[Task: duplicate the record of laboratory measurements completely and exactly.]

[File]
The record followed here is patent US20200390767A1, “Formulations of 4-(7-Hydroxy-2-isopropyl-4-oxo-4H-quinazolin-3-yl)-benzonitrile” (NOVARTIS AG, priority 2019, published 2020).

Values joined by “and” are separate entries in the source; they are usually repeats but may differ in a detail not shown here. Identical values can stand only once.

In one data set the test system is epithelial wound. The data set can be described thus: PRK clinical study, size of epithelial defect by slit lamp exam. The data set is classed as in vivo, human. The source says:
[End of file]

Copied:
The record followed here is patent US20200390767A1, “Formulations of 4-(7-Hydroxy-2-isopropyl-4-oxo-4H-quinazolin-3-yl)-benzonitrile” (NOVARTIS AG, priority 2019, published 2020).

Values joined by “and” are separate entries in the source; they are usually repeats but may differ in a detail not shown here. Identical values can stand only once.

In one data set the test system is epithelial wound. The data set can be described thus: PRK clinical study, size of epithelial defect by slit lamp exam. The data set is classed as in vivo, human. The source says: